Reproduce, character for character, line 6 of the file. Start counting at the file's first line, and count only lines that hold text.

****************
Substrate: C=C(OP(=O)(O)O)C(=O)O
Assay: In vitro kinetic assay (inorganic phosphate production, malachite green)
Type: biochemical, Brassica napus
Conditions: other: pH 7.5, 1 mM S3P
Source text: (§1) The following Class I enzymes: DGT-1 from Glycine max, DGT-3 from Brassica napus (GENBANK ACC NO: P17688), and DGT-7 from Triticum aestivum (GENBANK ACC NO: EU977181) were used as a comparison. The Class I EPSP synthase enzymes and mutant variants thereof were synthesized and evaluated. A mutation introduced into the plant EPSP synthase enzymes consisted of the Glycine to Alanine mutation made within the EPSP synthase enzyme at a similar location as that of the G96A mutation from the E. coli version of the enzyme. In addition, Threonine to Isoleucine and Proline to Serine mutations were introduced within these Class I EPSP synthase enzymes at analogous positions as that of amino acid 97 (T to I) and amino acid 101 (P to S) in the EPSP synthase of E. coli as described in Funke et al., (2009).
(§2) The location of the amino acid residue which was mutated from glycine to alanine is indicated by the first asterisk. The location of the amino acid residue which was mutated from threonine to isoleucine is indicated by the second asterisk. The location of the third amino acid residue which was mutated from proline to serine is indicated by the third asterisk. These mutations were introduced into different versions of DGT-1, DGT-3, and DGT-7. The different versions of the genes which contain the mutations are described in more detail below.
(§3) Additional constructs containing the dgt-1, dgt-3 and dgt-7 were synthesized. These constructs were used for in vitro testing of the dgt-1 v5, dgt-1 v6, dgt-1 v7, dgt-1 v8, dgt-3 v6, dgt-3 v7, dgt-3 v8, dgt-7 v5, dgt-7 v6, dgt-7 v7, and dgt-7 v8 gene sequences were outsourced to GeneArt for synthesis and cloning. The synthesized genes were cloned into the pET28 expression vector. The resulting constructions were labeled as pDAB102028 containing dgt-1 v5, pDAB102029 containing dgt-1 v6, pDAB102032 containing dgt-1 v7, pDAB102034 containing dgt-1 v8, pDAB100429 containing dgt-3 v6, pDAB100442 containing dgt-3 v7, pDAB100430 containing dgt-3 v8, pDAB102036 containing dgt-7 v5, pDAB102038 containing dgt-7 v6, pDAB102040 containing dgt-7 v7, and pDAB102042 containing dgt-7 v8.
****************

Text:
(§2) The location of the amino acid residue which was mutated from glycine to alanine is indicated by the first asterisk. The location of the amino acid residue which was mutated from threonine to isoleucine is indicated by the second asterisk. The location of the third amino acid residue which was mutated from proline to serine is indicated by the third asterisk. These mutations were introduced into different versions of DGT-1, DGT-3, and DGT-7. The different versions of the genes which contain the mutations are described in more detail below.